Some students of South African politics might argue that the UDF did not go far enough to weaken “autocratic tendencies.” The current ruling African National Congress (ANC) party has launched salvos against free speech while continuing to rely on economic policies that have entrenched the privilege of elites rather than creating the kind of equitable society many UDF supporters envisioned in the 1980s. Nevertheless, the UDF is worth revisiting. For OWS, it suggests that a flexible, open, decentralized approach, one that allows extant groups to affiliate without radically altering their language or abandoning their existing decision-making processes in favor of new ones—namely, those of the GAs—can still succeed at dismantling oppressive systems.
The UDF was launched to build public opposition to hollow apartheid reforms. In a twisted kind of concession to its critics, the apartheid government announced in 1983 that it would create a “tricameral parliament” with separate representatives and separate elections for Indian, Colored (mixed-race) and white officials. Africans were to be governed by their tribal “homeland” governments. The ANC and the UDF rejected all of this. UDF founders, many of whom were church leaders, seized on the state’s obvious divide-and-rule ploy to demand full citizenship rights for all immediately. In 1984, the UDF organized a successful election boycott. Huge numbers of people stayed away from the polls. Relying on the language of human dignity, Allan Boesak announced: “We are here to say that what we are working for one undivided South Africa that shall belong to all of its people, an open democracy from which no single South African shall be excluded, a society in which the human dignity of all its people shall be respected.”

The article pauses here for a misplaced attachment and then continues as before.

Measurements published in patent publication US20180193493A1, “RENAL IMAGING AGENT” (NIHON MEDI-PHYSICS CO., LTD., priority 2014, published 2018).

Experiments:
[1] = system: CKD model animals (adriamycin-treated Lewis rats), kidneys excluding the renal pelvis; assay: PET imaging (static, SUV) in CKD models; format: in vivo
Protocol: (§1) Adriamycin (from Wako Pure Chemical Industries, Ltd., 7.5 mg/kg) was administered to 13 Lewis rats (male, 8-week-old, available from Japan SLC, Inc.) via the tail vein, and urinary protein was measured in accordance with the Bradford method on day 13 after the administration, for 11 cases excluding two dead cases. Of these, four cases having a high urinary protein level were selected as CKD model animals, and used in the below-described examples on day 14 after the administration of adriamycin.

Thinking about the challenges now facing OWS, it seems significant that the UDF’s malleable framework and its emphasis on empowering grassroots organizations helped it become resilient. When visible activists were imprisoned and large public meetings prohibited, the organization rebounded. Indeed, it found ways to use arrests and state repression to its advantage. Some of the UDF’s most successful campaigns, such as consumer boycotts of white-owned stores in the Eastern Cape, were organized with minimal oversight and sometimes no discussion by the national executive. Supple regional networks enabled ideas to be rapidly shared and decisions to be made on the spot. Importantly, identifying with the UDF’s “equal rights for all” slogans did not require structural symmetries in terms of organizational processes.
By 1985, the UDF’s National General Council had revised its working principles to reflect the realization of Mofele and others that the UDF alone could not claim people’s loyalty. Rather than advocating for one model of democracy, therefore, the UDF decided to step back and get behind the people by building up and directing the energies of its diverse affiliate members. According to the revised 1985 principles: